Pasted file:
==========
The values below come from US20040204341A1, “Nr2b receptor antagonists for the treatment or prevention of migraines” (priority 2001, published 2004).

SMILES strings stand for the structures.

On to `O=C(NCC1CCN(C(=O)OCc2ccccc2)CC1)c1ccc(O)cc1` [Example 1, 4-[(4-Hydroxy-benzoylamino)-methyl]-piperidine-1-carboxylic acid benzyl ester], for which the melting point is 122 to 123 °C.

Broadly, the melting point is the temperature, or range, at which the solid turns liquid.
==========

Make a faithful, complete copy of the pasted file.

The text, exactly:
The values below come from US20040204341A1, “Nr2b receptor antagonists for the treatment or prevention of migraines” (priority 2001, published 2004).

SMILES strings stand for the structures.

On to `O=C(NCC1CCN(C(=O)OCc2ccccc2)CC1)c1ccc(O)cc1` [Example 1, 4-[(4-Hydroxy-benzoylamino)-methyl]-piperidine-1-carboxylic acid benzyl ester], for which the melting point is 122 to 123 °C.

Broadly, the melting point is the temperature, or range, at which the solid turns liquid.